It should come to no surprise that a city as liberal as San Francisco is among those that passed a $15 an hour minimum wage.
It’s not your typical $15 an hour minimum wage – as the extremely high cost of living in San Francisco should be noted. With a cost of living 90 percent higher than the national average, a $15 minimum wage in San Francisco can hardly buy what a $15 minimum wage would buy in a cheaper state like Texas.
Furthermore, California already had a minimum wage far above the federal minimum ($9 at the time – now $10.50) when San Francisco’s was passed. Obviously, it’s much less drastic for a minimum wage to rise from $10.50 to $15 (a 43 percent increase) than from $7.25 to $15 (a 107 percent increase).
The $15 an hour wage is still being gradually phased in (currently $13, it’ll be raised to $14 on 7/1/2017, and $15 on 7/1/2018), and despite all the aforementioned factors, the laws of economics are still operating as expected.
According to the Washington Examiner, San Francisco’s higher minimum wage is causing an increasing number of restaurants to go out of business even before it is fully phased in, a new study by the Harvard Business School found.
The closings were concentrated among struggling, lower-rated restaurants. The higher minimum also caused fewer new restaurants to open, it found.
“We provide suggestive evidence that higher minimum wage increases overall exit rates among restaurants, where a $1 increase in the minimum wage leads to approximately a 4 to 10 percent increase in the likelihood of exit,” report Dara Lee and Michael Luca, authors of “Survival of the Fittest: The Impact of the Minimum Wage on Firm Exit.” The study used as a case study San Francisco, which has an estimated 6,000 restaurants in the Bay Area and is ratcheting up its minimum wage. Restaurants are one of the largest employers of minimum wage workers.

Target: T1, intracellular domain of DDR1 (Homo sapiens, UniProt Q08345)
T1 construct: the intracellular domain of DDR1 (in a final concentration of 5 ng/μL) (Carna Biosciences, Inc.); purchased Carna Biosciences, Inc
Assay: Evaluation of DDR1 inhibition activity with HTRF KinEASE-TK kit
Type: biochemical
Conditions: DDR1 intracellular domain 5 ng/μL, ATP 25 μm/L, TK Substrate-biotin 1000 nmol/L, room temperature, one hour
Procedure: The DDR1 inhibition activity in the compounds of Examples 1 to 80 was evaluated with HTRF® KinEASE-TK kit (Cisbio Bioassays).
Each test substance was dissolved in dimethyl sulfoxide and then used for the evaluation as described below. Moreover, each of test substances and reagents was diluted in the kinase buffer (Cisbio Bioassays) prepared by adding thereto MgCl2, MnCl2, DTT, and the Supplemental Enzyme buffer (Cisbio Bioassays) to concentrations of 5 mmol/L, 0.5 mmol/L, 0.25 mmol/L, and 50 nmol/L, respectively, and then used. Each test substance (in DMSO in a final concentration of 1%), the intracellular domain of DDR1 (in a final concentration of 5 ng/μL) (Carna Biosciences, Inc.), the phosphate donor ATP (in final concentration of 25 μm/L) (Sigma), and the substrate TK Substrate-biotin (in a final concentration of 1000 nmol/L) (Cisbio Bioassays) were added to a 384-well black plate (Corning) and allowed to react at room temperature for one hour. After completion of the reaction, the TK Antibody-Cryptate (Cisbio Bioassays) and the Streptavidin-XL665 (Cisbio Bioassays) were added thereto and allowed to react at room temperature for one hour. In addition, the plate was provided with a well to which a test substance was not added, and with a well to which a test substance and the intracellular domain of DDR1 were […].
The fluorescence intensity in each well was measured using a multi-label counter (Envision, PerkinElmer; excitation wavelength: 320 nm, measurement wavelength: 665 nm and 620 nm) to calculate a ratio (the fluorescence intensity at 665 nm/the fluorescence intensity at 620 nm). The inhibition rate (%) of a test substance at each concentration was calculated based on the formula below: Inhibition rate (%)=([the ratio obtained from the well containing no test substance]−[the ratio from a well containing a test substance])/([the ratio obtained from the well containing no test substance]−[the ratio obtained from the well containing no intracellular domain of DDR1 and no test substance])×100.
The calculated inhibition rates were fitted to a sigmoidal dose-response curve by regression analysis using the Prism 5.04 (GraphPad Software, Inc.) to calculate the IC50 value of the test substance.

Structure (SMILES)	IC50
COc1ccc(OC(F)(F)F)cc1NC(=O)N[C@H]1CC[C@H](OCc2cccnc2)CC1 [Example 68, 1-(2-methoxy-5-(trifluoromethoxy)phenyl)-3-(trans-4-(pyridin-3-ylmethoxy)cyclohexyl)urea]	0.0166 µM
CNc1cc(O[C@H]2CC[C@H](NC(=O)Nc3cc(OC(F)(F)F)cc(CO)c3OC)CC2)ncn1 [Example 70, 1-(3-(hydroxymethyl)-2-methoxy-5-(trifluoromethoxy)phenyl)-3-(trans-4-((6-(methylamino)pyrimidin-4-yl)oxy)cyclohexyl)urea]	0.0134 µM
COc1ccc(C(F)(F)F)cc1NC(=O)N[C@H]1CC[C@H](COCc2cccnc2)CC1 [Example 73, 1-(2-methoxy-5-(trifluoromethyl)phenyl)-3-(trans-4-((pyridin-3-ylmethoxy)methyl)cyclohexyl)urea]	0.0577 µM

The city’s minimum wage is currently $13 an hour, compared with California’s rate of $10.50 and the federal rate of $7.25. The city’s rate is set to increase to $14 in July and again to $15 next year. That rate, unlike federal law, does not include an exception for tipped employees. The rest of the Golden State will see the minimum rate rise to $15 in 2022.
Higher minimum wages also reduce the rate at which new restaurants open by 4-6 percent per $1 increase in the minimum, the study found.
The effects are clear (and will only get worse from here), but that didn’t stop California from passing what would make it the first state with a $15 an hour minimum wage by 2021.
Gov. Jerry Brown even admitted that “Economically, minimum wages may not make sense.” But his work wasn’t “just an economic equation,” and that labor is “part of living in a moral community.”
Well, at least there’s a liberal who has the guts to admit this ideas only sound good on paper, regardless of how they play out in reality. But what’s “moral” about raising wages so high, the very people you’re trying to help end up losing their jobs?
[Note: This post was authored by Matt Palumbo. Follow him on Twitter @MattPalumbo12]